This year marks my fourth required internship- I have been working at high-end luxurious interior design focused firm. The hours are tedious. Most of you will argue, “you should have seen this coming being in the design field!” But when I say tedious, I mean pain strikingly 18 hour work days. Maybe it’s just me and some of you will scoff and argue, “that’s nothing; you still got 6 hours to sleep!”
I had been doing very intern-like tasks like correcting mark ups, photo shopping renderings, and ordering samples but suddenly the past two weeks I went from fixing mundane redlines to designing an entire space, (albeit a closet), it was still design!
It is very unlike school work where maybe if the staircase I planned hadn’t been figured out before my presentation – I’d fake it (until I make it). But here, I reminded myself frequently (because check it before you wreck it) that this was WORK, this would be BUILT, and then it will be USED (so maybe that missing step on that staircase could be catastrophic).
I have been learning a lot- but I’ve also lost a lot of hair, gained a few wrinkles, and developed deep bags under my eyes. These experiences in the real workforce in combination with an equally tough education makes for a great designer in the making. It’s important from time to time to reflect on if what I’m doing is worth doing. These days I am working 9am to 11pm at my internship but when I get home, I do something other than drawing on the computer, and that’s writing for this blog! It’s important to differentiate experiences and while both jobs seem so different, both are helping my skills in being a successful designer.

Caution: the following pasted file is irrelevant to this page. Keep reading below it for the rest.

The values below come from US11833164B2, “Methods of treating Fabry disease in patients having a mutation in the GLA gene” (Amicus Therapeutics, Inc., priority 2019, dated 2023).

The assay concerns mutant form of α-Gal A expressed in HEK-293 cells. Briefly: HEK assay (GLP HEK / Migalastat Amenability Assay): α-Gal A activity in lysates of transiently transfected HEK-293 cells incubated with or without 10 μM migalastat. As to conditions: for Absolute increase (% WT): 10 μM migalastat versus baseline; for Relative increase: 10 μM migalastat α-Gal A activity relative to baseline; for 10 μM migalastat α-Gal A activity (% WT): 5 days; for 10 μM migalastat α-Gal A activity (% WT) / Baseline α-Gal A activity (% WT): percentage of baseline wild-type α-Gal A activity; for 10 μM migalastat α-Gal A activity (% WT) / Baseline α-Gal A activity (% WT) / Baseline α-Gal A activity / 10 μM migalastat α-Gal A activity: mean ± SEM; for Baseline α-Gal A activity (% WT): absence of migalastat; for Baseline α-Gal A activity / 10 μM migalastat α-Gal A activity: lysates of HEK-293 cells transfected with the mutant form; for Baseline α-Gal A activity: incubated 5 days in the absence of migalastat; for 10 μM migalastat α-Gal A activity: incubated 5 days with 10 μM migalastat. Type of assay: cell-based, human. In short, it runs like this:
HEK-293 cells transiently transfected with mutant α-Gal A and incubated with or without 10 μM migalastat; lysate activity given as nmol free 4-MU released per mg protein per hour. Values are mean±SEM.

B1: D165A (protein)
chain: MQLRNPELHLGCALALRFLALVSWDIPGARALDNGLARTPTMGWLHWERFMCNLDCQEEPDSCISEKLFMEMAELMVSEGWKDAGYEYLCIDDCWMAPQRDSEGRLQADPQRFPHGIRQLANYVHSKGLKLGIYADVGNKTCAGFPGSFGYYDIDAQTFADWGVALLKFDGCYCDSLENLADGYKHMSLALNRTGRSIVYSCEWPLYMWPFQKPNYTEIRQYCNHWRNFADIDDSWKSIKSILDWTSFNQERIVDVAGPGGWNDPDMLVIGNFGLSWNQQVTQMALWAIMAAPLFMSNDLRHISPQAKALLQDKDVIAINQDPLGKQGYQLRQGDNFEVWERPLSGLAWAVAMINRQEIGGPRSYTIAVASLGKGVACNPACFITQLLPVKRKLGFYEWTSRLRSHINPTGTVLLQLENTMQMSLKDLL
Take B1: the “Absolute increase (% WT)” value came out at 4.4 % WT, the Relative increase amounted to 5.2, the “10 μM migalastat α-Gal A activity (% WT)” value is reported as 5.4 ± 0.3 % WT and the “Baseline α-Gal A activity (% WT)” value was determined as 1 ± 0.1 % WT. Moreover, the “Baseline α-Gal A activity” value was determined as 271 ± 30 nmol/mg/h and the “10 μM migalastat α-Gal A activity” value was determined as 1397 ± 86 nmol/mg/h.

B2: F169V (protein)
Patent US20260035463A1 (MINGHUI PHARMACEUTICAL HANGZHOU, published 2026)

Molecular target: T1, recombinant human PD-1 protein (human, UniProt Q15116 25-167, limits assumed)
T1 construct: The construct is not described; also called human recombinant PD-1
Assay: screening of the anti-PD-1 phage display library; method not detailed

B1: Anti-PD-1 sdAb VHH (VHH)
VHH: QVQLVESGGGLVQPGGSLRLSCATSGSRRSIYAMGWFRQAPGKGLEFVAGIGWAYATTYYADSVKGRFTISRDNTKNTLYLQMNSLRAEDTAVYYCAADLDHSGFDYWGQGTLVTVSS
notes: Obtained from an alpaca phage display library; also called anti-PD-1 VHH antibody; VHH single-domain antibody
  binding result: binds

All in all I am laying the groundwork to becoming the seemingly always exhausted but creatively-ingenious designer that we all strived to be when we were all still wide-eyed freshmen starting our first day of design school.
Until then, you want me to get those papers photocopied? Those redlines fixed? Those finish samples ordered? Sure! I am the intern.
Feature image courtesy of © Mike Riscica via Young Architect